Agh – few things annoy my linguistic sensibilities more than random capitalisation. Sure, misplaced apostrophes are probably a greater grammatical blot on the language landscape, but the capitalisation of words is more irritating because of its intentional nature.
I’m currently editing and rewriting the copy on a massive IT website and still come across examples of nail-on-blackboard level irritation. Take the following example.
Faster, more Secure, more Stable than any other hosting available to Australian Small Business
What irritates me so much is the idea that capitalising the first letter of the key words provides additional emphasis or makes them seem more important. But capitalising the first letter denotes a proper noun and is therefore highly inappropriate. How is ‘Secure” a noun? Or “Stable”? They are adjectives, people! Adjectives do NOT capitalise the initial letter.
The intention is to add emphasis, obviously. But does it need any? If something is secure, is it made moreso by sticking a capital ‘S’ on the front?
The second mistake is the inital capitalisation of ‘Australian Small Business’. Sure, Australia needs one, but ‘small business’ certainly does not. Here, the mistake is more likely to do with over-eager formality, bestowing proper noun status where none is merited.
Generally, there are only a handful of times a capital letter should be used:
- At the beginning of a sentence
- At the beginning of speech contained within another sentence where it would normally be considered to be the start of a fresh sentence. (She said, “You’re not going to wear that shirt, are you?”)
- When using the the nominative singular pronoun — ‘I’. Although this doesn’t apply to any other pronouns, such as he, me, it etc.
- In the formation of acronyms and initialisms; such as NASA, where each letter indicates a word in the title
- In rare circumstances, by capitalising an ENTIRE word for emphasis – although some still consider this a stylistic issue
- In titles of books, movies etc; usually capitalising all but the prepositions and definite or indefinate articles, except where they also begin the title. (eg: An Officer and a Gentleman)
- In certain script writing formats to denote special effects, actions or particular headings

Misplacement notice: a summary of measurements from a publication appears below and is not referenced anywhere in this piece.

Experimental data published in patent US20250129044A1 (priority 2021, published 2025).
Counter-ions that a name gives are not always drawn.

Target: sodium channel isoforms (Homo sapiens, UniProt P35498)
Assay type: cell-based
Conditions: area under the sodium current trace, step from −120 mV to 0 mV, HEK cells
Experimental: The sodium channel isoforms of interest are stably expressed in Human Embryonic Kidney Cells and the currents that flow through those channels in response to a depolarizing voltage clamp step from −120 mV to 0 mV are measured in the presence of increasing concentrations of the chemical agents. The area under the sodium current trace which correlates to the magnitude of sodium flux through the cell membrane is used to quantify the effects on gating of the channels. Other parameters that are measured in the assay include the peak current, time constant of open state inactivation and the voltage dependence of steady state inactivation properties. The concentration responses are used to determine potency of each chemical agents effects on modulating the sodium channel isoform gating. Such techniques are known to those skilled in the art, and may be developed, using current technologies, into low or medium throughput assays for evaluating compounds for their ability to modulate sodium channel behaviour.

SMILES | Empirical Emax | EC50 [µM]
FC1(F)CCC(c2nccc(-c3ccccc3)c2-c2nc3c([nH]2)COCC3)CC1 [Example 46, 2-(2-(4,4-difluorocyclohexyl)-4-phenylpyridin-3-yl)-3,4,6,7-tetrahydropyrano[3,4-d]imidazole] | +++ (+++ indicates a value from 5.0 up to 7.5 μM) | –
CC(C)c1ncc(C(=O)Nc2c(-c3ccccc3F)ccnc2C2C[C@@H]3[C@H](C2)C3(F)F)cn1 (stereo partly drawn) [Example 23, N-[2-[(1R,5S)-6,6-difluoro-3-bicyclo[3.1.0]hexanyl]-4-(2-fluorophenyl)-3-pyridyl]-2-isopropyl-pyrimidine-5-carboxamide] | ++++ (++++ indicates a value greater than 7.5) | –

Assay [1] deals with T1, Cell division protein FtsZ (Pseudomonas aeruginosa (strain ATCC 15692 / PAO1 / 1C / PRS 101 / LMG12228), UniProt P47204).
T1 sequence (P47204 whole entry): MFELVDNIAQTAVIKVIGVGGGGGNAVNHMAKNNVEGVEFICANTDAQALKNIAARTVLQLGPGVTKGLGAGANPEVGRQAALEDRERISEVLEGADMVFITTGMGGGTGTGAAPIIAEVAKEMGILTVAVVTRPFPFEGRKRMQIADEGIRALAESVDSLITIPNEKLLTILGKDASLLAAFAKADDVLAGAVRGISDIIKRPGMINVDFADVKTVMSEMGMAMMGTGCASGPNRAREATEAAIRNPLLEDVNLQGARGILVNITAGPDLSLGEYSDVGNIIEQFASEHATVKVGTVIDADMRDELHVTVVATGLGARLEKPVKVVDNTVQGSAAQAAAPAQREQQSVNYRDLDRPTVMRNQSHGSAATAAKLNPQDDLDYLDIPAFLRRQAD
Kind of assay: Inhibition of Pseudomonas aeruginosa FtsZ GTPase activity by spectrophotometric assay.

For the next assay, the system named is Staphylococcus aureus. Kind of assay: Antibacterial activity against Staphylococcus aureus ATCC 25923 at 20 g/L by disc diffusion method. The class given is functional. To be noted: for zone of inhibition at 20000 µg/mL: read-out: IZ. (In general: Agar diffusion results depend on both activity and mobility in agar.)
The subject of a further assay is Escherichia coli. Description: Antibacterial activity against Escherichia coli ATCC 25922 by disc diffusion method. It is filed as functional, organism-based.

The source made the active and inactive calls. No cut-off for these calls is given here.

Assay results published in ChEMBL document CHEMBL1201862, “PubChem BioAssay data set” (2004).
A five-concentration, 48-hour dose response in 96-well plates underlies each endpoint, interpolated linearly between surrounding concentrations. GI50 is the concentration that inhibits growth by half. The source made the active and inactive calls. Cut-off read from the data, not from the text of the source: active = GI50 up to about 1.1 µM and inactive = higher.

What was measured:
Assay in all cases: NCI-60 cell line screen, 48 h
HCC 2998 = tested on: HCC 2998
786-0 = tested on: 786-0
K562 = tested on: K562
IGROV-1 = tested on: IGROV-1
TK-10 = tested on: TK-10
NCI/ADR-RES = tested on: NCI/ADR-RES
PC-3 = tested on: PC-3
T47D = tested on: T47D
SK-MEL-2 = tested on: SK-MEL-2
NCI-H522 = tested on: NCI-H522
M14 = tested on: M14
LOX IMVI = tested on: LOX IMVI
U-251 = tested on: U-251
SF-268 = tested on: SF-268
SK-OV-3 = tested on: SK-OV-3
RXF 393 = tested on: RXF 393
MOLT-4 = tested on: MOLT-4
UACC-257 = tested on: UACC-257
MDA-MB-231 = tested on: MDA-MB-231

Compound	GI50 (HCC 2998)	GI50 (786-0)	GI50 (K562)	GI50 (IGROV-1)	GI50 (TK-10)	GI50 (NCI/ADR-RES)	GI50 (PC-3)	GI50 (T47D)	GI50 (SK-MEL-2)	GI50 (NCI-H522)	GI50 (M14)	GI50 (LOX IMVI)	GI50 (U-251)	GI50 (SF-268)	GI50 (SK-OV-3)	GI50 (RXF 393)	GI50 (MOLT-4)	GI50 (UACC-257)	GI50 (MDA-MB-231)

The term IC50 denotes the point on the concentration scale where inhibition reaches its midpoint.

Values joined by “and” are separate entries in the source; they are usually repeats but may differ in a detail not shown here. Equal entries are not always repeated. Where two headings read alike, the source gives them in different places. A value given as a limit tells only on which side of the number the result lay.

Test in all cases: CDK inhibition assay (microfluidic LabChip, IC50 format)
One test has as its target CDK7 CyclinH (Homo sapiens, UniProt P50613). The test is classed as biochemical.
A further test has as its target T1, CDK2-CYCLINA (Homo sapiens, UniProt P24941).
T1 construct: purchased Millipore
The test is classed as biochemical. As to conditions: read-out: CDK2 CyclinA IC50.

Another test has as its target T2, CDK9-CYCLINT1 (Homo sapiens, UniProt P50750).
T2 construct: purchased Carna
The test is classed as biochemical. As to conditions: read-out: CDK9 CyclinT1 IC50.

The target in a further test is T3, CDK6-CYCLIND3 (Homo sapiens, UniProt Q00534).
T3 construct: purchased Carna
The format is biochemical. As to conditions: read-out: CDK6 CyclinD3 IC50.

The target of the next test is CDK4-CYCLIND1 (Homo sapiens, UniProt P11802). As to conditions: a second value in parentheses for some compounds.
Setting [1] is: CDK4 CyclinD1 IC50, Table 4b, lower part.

- With proper nouns
There are a few other minor variations in rare circumstances (such as the capitalisation of P in ‘iPod’ reflecting a modern titling convention that is rapidly dying out) but it is probably safer to avoid muddying the water with unusual exceptions to the rules that most people will never have a reason to use.
But what is a proper noun and where, therefore, should the capital be used? I know this sounds like a return to school, but it absolutely amazes me how many people have a poor grasp of these basic concepts and continue to randomly capitalise words in virtually every sentence.
A proper noun is a word describing a singular thing. There may be many cities, but only one London. (Sure, there’s another London in the US, but you know what I mean!) There are billions of people, but Jonathan Crossfield is a tag used to describe only one of them. (Again, there’s more than one about the place if you search Google, but none of them have blogs as good as this one, right?) Similarly, there are many small businesses, but when you name a specific business, you narrow the criteria to one.
But it isn’t as simple as saying a proper noun refers to an individual thing, because I could then argue for capitalisation when I refer to ‘my cat’ – it is a specific cat after all. Allocating a name or title is important in this distinction. Therefore, ‘The President of the United States’ or ‘President Obama’ has capitalisation as they are specific titles related to one individual, and are therefore proper nouns. But ‘president’ by itself without a surname or other specific information is only a common noun.
But you probably already know all this, right? I may be preaching to the choir – I hope I am – but I needed to rant. If we don’t stand up and shout “This is wrong!”, the capital letter will continue to have its weight and power diluted through incorrect overuse. If we don’t stamp out this blight when inflicted upon us, the meaning of sentences can become jumbled in confusion.
Lastly, a quick question. Do you capitalise the word ‘Internet’? Many do, arguing that there is only one Internet, just as there is only one Moscow. But is the internet (see, I don’t choose to capitalise it) a singular thing or a commodity or gestalt entity? Would you capitalise ‘blogosphere’, made up of all the individual blogs, or ‘humanity’ made up of all of us? I wouldn’t. Capitalising internet, to me, seems as daft as capitalising the atmosphere or electricity. Whatever the correct answer though, usage has shown that the capitalisation of ‘internet’ is falling away rapidly and will most likely be very rare in the future.
What linguistic crimes do you feel are worthy of capital punishment? (Snigger – see what I did there?)